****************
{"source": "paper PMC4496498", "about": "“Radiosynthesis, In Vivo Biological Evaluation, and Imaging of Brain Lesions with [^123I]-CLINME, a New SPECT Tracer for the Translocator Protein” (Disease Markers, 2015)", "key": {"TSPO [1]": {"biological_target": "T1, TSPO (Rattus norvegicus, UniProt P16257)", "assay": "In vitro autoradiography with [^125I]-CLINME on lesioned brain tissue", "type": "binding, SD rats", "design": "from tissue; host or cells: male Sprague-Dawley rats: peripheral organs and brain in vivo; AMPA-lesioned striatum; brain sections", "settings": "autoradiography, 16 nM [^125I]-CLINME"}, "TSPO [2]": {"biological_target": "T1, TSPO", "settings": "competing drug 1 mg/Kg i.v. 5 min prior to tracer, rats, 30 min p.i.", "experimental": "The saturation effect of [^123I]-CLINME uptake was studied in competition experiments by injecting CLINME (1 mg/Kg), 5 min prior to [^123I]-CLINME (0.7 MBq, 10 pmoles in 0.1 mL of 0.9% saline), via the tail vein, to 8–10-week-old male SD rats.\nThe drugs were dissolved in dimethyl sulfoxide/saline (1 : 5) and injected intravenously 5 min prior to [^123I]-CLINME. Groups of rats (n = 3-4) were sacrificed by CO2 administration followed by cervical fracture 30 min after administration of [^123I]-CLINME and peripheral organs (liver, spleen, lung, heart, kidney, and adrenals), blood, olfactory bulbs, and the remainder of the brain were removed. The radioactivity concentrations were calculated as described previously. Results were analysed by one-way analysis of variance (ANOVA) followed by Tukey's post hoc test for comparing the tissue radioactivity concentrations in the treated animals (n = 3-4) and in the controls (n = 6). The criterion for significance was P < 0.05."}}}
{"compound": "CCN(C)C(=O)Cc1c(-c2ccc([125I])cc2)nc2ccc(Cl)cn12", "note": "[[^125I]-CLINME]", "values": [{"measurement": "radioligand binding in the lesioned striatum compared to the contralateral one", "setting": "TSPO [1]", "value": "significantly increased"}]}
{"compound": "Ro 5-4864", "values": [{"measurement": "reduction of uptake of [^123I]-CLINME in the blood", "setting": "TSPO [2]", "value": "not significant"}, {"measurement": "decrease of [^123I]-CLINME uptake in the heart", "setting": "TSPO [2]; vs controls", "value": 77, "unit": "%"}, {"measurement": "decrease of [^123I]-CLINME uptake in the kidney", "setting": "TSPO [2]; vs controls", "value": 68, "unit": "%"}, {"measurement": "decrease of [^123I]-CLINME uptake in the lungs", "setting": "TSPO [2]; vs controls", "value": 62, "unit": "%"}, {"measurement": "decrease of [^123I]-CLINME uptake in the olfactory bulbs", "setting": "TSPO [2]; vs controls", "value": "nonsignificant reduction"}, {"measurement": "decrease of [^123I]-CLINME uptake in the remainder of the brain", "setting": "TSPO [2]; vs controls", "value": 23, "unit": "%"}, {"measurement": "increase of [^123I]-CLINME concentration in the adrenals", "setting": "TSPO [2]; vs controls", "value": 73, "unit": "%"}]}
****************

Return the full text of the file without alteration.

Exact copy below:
{"source": "paper PMC4496498", "about": "“Radiosynthesis, In Vivo Biological Evaluation, and Imaging of Brain Lesions with [^123I]-CLINME, a New SPECT Tracer for the Translocator Protein” (Disease Markers, 2015)", "key": {"TSPO [1]": {"biological_target": "T1, TSPO (Rattus norvegicus, UniProt P16257)", "assay": "In vitro autoradiography with [^125I]-CLINME on lesioned brain tissue", "type": "binding, SD rats", "design": "from tissue; host or cells: male Sprague-Dawley rats: peripheral organs and brain in vivo; AMPA-lesioned striatum; brain sections", "settings": "autoradiography, 16 nM [^125I]-CLINME"}, "TSPO [2]": {"biological_target": "T1, TSPO", "settings": "competing drug 1 mg/Kg i.v. 5 min prior to tracer, rats, 30 min p.i.", "experimental": "The saturation effect of [^123I]-CLINME uptake was studied in competition experiments by injecting CLINME (1 mg/Kg), 5 min prior to [^123I]-CLINME (0.7 MBq, 10 pmoles in 0.1 mL of 0.9% saline), via the tail vein, to 8–10-week-old male SD rats.\nThe drugs were dissolved in dimethyl sulfoxide/saline (1 : 5) and injected intravenously 5 min prior to [^123I]-CLINME. Groups of rats (n = 3-4) were sacrificed by CO2 administration followed by cervical fracture 30 min after administration of [^123I]-CLINME and peripheral organs (liver, spleen, lung, heart, kidney, and adrenals), blood, olfactory bulbs, and the remainder of the brain were removed. The radioactivity concentrations were calculated as described previously. Results were analysed by one-way analysis of variance (ANOVA) followed by Tukey's post hoc test for comparing the tissue radioactivity concentrations in the treated animals (n = 3-4) and in the controls (n = 6). The criterion for significance was P < 0.05."}}}
{"compound": "CCN(C)C(=O)Cc1c(-c2ccc([125I])cc2)nc2ccc(Cl)cn12", "note": "[[^125I]-CLINME]", "values": [{"measurement": "radioligand binding in the lesioned striatum compared to the contralateral one", "setting": "TSPO [1]", "value": "significantly increased"}]}
{"compound": "Ro 5-4864", "values": [{"measurement": "reduction of uptake of [^123I]-CLINME in the blood", "setting": "TSPO [2]", "value": "not significant"}, {"measurement": "decrease of [^123I]-CLINME uptake in the heart", "setting": "TSPO [2]; vs controls", "value": 77, "unit": "%"}, {"measurement": "decrease of [^123I]-CLINME uptake in the kidney", "setting": "TSPO [2]; vs controls", "value": 68, "unit": "%"}, {"measurement": "decrease of [^123I]-CLINME uptake in the lungs", "setting": "TSPO [2]; vs controls", "value": 62, "unit": "%"}, {"measurement": "decrease of [^123I]-CLINME uptake in the olfactory bulbs", "setting": "TSPO [2]; vs controls", "value": "nonsignificant reduction"}, {"measurement": "decrease of [^123I]-CLINME uptake in the remainder of the brain", "setting": "TSPO [2]; vs controls", "value": 23, "unit": "%"}, {"measurement": "increase of [^123I]-CLINME concentration in the adrenals", "setting": "TSPO [2]; vs controls", "value": 73, "unit": "%"}]}